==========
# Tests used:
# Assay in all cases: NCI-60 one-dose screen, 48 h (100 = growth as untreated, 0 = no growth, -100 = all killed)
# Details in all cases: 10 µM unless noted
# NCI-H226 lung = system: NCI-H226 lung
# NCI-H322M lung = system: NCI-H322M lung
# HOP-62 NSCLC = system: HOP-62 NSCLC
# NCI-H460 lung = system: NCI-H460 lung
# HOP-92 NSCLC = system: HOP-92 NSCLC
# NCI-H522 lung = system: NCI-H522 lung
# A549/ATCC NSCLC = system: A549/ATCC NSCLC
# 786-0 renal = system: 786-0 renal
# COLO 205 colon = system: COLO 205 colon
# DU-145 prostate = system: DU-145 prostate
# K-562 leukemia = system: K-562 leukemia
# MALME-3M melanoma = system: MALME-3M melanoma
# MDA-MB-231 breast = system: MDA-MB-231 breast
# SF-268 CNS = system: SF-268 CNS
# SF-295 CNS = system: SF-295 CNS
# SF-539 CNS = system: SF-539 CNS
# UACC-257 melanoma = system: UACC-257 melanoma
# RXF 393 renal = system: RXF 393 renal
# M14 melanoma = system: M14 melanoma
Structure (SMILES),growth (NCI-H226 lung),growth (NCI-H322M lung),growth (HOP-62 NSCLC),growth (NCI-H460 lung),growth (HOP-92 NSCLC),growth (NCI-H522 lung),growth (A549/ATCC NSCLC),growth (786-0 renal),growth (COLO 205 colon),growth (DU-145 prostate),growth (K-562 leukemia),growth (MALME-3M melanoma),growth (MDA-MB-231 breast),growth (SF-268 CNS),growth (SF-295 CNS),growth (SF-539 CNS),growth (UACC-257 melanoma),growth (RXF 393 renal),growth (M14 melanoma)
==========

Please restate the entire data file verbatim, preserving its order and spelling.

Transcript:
# Tests used:
# Assay in all cases: NCI-60 one-dose screen, 48 h (100 = growth as untreated, 0 = no growth, -100 = all killed)
# Details in all cases: 10 µM unless noted
# NCI-H226 lung = system: NCI-H226 lung
# NCI-H322M lung = system: NCI-H322M lung
# HOP-62 NSCLC = system: HOP-62 NSCLC
# NCI-H460 lung = system: NCI-H460 lung
# HOP-92 NSCLC = system: HOP-92 NSCLC
# NCI-H522 lung = system: NCI-H522 lung
# A549/ATCC NSCLC = system: A549/ATCC NSCLC
# 786-0 renal = system: 786-0 renal
# COLO 205 colon = system: COLO 205 colon
# DU-145 prostate = system: DU-145 prostate
# K-562 leukemia = system: K-562 leukemia
# MALME-3M melanoma = system: MALME-3M melanoma
# MDA-MB-231 breast = system: MDA-MB-231 breast
# SF-268 CNS = system: SF-268 CNS
# SF-295 CNS = system: SF-295 CNS
# SF-539 CNS = system: SF-539 CNS
# UACC-257 melanoma = system: UACC-257 melanoma
# RXF 393 renal = system: RXF 393 renal
# M14 melanoma = system: M14 melanoma
Structure (SMILES),growth (NCI-H226 lung),growth (NCI-H322M lung),growth (HOP-62 NSCLC),growth (NCI-H460 lung),growth (HOP-92 NSCLC),growth (NCI-H522 lung),growth (A549/ATCC NSCLC),growth (786-0 renal),growth (COLO 205 colon),growth (DU-145 prostate),growth (K-562 leukemia),growth (MALME-3M melanoma),growth (MDA-MB-231 breast),growth (SF-268 CNS),growth (SF-295 CNS),growth (SF-539 CNS),growth (UACC-257 melanoma),growth (RXF 393 renal),growth (M14 melanoma)